The walk took us through the terraced fields to the wall that demarcates the beginning of the national park.
This wall is built of volcanic rocks piled together and is just over 1m high and is almost as wide. On the park side there is also a deep trench. The wall follow the park boundary from Uganda to the DRC – about 80km.
The gorillas inhabit this area which comprises 3 National Parks; Volcanoes – Rwanda, Vuringa – DRC and Bwindi in Uganda. Our guide was really lovely and so tickled that we were able to keep up with him, as we headed straight up the volcano slope. We were able to look into the park where there was thick bamboo growing- it’s really dark underneath that! We discovered that not only gorillas live here but buffalo and elephant – hence the wall! The community have to have guards against the buffalo who escape the park as well as the golden monkeys who love to eat their Irish potato crops.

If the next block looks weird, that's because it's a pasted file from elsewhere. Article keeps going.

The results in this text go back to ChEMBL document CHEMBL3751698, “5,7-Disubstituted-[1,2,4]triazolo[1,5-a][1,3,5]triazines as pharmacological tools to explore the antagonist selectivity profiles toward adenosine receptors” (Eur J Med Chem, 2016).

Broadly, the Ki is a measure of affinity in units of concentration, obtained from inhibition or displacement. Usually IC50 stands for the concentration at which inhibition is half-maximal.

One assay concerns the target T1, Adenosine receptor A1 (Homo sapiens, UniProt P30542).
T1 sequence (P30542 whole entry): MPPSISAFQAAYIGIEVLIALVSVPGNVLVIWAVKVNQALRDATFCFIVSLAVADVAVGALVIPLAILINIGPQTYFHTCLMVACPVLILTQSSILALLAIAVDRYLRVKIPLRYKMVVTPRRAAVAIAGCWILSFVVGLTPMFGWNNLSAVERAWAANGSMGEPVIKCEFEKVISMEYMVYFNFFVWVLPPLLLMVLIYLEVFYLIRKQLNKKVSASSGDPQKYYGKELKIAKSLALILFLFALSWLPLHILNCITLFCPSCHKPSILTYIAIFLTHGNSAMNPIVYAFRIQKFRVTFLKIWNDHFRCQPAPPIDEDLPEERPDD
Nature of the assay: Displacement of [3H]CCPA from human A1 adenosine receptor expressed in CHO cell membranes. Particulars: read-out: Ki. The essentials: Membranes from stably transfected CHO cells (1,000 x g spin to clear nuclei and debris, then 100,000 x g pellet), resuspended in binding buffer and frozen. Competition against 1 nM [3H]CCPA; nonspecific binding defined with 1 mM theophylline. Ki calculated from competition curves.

We discovered that they grow three variants of Irish potatoes – Chocolate (brown), white and yellow. (Now you also know!). The community have learnt to farm honey by constructing bee-hives near the forest edge.
We also learnt how charcoal is made. Freshly cut wood is layered in a trench with, in this case Eucalyptus leaves. A fire is lit at the one end and the pile is covered up with a breather hole at the other end.
It burns through like this for about three weeks after which it is unearthed, cooled and ready for use. The community here have formed an association called SACOLA recognizing that they cannot rely on the government to supply everything for them and guide fees from community hikes goes back to the community. We came across some of the ladies working in the potato fields and they were tickled pink when I “hoed” in the potato fields too!